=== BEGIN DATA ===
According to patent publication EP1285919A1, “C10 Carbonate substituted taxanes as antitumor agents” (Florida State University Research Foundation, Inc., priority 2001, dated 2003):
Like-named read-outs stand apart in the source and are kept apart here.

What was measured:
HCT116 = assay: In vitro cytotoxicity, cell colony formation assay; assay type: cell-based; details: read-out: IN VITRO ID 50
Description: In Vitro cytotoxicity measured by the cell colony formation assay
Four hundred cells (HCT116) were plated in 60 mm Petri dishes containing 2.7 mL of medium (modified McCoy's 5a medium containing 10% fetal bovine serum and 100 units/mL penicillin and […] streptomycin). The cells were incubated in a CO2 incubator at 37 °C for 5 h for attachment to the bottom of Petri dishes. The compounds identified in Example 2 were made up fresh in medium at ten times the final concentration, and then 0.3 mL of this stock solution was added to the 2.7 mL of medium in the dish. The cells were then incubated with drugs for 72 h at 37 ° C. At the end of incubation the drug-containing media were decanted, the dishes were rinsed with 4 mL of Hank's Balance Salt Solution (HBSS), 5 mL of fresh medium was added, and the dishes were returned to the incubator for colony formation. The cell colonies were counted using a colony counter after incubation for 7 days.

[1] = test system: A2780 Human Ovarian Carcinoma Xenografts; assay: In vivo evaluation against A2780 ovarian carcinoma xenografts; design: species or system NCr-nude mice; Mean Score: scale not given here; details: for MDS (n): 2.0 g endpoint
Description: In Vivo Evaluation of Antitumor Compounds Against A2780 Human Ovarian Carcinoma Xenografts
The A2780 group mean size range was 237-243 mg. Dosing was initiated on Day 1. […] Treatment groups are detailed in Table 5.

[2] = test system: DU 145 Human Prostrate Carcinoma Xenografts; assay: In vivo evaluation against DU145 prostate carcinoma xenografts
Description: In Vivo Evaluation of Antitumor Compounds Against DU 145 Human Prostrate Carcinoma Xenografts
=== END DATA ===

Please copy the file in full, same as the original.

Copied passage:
According to patent publication EP1285919A1, “C10 Carbonate substituted taxanes as antitumor agents” (Florida State University Research Foundation, Inc., priority 2001, dated 2003):
Like-named read-outs stand apart in the source and are kept apart here.

What was measured:
HCT116 = assay: In vitro cytotoxicity, cell colony formation assay; assay type: cell-based; details: read-out: IN VITRO ID 50
Description: In Vitro cytotoxicity measured by the cell colony formation assay
Four hundred cells (HCT116) were plated in 60 mm Petri dishes containing 2.7 mL of medium (modified McCoy's 5a medium containing 10% fetal bovine serum and 100 units/mL penicillin and […] streptomycin). The cells were incubated in a CO2 incubator at 37 °C for 5 h for attachment to the bottom of Petri dishes. The compounds identified in Example 2 were made up fresh in medium at ten times the final concentration, and then 0.3 mL of this stock solution was added to the 2.7 mL of medium in the dish. The cells were then incubated with drugs for 72 h at 37 ° C. At the end of incubation the drug-containing media were decanted, the dishes were rinsed with 4 mL of Hank's Balance Salt Solution (HBSS), 5 mL of fresh medium was added, and the dishes were returned to the incubator for colony formation. The cell colonies were counted using a colony counter after incubation for 7 days.

[1] = test system: A2780 Human Ovarian Carcinoma Xenografts; assay: In vivo evaluation against A2780 ovarian carcinoma xenografts; design: species or system NCr-nude mice; Mean Score: scale not given here; details: for MDS (n): 2.0 g endpoint
Description: In Vivo Evaluation of Antitumor Compounds Against A2780 Human Ovarian Carcinoma Xenografts
The A2780 group mean size range was 237-243 mg. Dosing was initiated on Day 1. […] Treatment groups are detailed in Table 5.

[2] = test system: DU 145 Human Prostrate Carcinoma Xenografts; assay: In vivo evaluation against DU145 prostate carcinoma xenografts
Description: In Vivo Evaluation of Antitumor Compounds Against DU 145 Human Prostrate Carcinoma Xenografts